In consideration for any financial support the Government may give to Ferranti Limited we shall require a substantial part of the shares of the company. The size of that shareholding will depend upon the extent of the support to be given and the most suitable capital structure for the company.

Is the hon. Gentleman aware that probably the main reason for Ferranti's financial difficulties was that it kept open the Oldham transformer works for social reasons because it provided a good deal of employment, and that this brought it into serious financial difficulties? Does he think that Ferranti should not have done that and therefore remained solvent? If he thinks that Ferranti should have done it, why is it that those industries which pursue social objectives are the ones in which a public stake has to be taken?

The decision to maintain employment and production at the Oldham transformer works was taken on commercial grounds, without any pressure from the Government. By that decision the company must stand. I am glad that it took that decision, which I believe was a proper one. On the second question, it is our view that if a Government put substantial funds into a private company, they should take a commensurate stake. We take a different view from that of the last Conservative Government, who, for example, put £40 million of aid into ICL at a time when the total nominal share equity was valued at less than that, and took no share equity at all. We think that that is quite wrong.

If the Minister feels so strongly on this point, will he explain why the Government are at this very minute doing the opposite of what he said and putting money into the Kirkby co-operative without any share in the equity?

The purpose of having a share stake is to ensure that the actions of the company are duly accountable in accordance with the money stake which has been given. In the case of Kirkby Manufacturing and Engineering Company Ltd., rigorous arrangements and procedures are laid down to ensure full monitoring. One of the conditions for the continued payment of tranches in proof of need is to ensure that the co-operative is acting in accordance with the purposes for which it was set up and that there is no danger of its going into liquidation.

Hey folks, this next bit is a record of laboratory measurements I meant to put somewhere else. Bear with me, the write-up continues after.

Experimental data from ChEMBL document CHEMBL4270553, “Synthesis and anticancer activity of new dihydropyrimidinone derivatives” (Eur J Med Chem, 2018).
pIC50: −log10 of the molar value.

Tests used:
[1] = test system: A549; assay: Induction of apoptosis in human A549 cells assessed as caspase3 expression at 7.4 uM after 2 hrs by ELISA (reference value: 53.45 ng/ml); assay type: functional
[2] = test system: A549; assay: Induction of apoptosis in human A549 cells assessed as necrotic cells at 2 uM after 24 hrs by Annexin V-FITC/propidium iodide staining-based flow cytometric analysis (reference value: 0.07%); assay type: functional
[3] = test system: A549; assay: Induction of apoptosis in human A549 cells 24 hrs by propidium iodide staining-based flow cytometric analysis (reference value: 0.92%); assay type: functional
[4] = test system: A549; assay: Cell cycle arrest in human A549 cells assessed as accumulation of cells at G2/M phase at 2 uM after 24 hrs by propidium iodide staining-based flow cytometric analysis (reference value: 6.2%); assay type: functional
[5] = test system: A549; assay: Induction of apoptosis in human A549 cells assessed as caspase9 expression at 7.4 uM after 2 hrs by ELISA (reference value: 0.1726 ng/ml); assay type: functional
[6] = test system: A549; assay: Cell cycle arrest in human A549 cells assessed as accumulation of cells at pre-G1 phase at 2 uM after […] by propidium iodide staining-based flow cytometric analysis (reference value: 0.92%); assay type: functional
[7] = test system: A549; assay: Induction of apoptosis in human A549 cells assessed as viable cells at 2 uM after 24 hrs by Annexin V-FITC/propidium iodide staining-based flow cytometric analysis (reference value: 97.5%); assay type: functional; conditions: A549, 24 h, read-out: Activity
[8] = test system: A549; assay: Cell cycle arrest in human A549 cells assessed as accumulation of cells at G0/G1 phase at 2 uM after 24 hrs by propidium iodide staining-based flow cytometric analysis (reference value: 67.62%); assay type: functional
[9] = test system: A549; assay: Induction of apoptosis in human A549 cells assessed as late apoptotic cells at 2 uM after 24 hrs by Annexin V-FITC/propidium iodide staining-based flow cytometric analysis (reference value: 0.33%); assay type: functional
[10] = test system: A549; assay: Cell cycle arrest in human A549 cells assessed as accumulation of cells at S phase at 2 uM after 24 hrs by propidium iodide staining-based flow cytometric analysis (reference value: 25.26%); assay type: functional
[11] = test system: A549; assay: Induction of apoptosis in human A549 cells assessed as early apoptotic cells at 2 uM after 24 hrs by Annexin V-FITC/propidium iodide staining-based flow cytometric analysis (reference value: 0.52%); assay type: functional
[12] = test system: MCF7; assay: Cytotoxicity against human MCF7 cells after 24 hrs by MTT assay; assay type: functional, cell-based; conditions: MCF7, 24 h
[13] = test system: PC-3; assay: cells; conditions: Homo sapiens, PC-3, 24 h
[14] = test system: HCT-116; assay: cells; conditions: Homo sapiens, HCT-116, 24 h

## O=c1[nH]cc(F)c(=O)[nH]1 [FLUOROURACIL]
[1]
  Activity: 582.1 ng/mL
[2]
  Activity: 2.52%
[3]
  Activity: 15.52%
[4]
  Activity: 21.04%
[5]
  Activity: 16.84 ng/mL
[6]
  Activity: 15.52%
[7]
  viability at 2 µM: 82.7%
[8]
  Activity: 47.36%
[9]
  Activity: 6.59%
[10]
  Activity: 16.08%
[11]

Why should private individuals in a co-operative be subjected only to monitoring, when the rest of the Minister's suggestion is that the private sector should be accountable in some way?

The workers who work in the Kirkby co-operative are fully satisfied with the conditions of accountability. As for the Ferranti workers, it is entirely in accordance with their wish that public money put in will be accountable, and they are satisfied with the methods which we suggest.

On a point of order. In view of the very serious double standards revealed in the answers to those questions, I beg to give notice that I shall seek to raise the matter on the Adjournment as early as possible.